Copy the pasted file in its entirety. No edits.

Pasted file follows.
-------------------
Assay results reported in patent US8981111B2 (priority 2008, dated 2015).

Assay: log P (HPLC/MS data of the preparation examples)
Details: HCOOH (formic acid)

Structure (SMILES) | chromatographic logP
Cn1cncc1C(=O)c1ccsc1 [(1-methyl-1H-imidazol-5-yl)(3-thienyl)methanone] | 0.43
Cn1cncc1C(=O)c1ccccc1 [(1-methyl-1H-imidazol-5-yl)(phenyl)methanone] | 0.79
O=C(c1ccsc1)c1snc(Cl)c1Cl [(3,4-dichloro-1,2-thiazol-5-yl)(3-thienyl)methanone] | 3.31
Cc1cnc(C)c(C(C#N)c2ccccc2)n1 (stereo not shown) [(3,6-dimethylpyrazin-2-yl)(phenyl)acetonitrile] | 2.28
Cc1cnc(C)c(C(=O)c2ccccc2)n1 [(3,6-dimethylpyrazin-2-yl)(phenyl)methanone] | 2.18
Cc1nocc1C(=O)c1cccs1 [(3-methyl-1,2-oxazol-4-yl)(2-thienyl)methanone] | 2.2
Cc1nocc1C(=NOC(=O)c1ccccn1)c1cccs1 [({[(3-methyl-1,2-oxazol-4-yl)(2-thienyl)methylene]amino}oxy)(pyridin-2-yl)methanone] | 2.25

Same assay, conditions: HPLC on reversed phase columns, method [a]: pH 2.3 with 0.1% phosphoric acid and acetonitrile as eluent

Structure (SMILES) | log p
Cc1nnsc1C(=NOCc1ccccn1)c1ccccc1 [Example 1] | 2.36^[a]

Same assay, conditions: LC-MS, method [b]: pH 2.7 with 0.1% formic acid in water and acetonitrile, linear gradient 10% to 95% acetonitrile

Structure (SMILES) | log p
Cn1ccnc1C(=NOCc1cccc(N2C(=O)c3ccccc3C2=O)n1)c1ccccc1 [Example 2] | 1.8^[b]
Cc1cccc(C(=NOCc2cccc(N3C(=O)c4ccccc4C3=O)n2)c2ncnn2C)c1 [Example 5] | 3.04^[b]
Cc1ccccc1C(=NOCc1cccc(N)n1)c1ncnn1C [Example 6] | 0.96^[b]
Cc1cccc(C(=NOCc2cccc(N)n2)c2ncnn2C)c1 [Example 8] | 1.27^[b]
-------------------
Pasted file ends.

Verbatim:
Assay results reported in patent US8981111B2 (priority 2008, dated 2015).

Assay: log P (HPLC/MS data of the preparation examples)
Details: HCOOH (formic acid)

Structure (SMILES) | chromatographic logP
Cn1cncc1C(=O)c1ccsc1 [(1-methyl-1H-imidazol-5-yl)(3-thienyl)methanone] | 0.43
Cn1cncc1C(=O)c1ccccc1 [(1-methyl-1H-imidazol-5-yl)(phenyl)methanone] | 0.79
O=C(c1ccsc1)c1snc(Cl)c1Cl [(3,4-dichloro-1,2-thiazol-5-yl)(3-thienyl)methanone] | 3.31
Cc1cnc(C)c(C(C#N)c2ccccc2)n1 (stereo not shown) [(3,6-dimethylpyrazin-2-yl)(phenyl)acetonitrile] | 2.28
Cc1cnc(C)c(C(=O)c2ccccc2)n1 [(3,6-dimethylpyrazin-2-yl)(phenyl)methanone] | 2.18
Cc1nocc1C(=O)c1cccs1 [(3-methyl-1,2-oxazol-4-yl)(2-thienyl)methanone] | 2.2
Cc1nocc1C(=NOC(=O)c1ccccn1)c1cccs1 [({[(3-methyl-1,2-oxazol-4-yl)(2-thienyl)methylene]amino}oxy)(pyridin-2-yl)methanone] | 2.25

Same assay, conditions: HPLC on reversed phase columns, method [a]: pH 2.3 with 0.1% phosphoric acid and acetonitrile as eluent

Structure (SMILES) | log p
Cc1nnsc1C(=NOCc1ccccn1)c1ccccc1 [Example 1] | 2.36^[a]

Same assay, conditions: LC-MS, method [b]: pH 2.7 with 0.1% formic acid in water and acetonitrile, linear gradient 10% to 95% acetonitrile

Structure (SMILES) | log p
Cn1ccnc1C(=NOCc1cccc(N2C(=O)c3ccccc3C2=O)n1)c1ccccc1 [Example 2] | 1.8^[b]
Cc1cccc(C(=NOCc2cccc(N3C(=O)c4ccccc4C3=O)n2)c2ncnn2C)c1 [Example 5] | 3.04^[b]
Cc1ccccc1C(=NOCc1cccc(N)n1)c1ncnn1C [Example 6] | 0.96^[b]
Cc1cccc(C(=NOCc2cccc(N)n2)c2ncnn2C)c1 [Example 8] | 1.27^[b]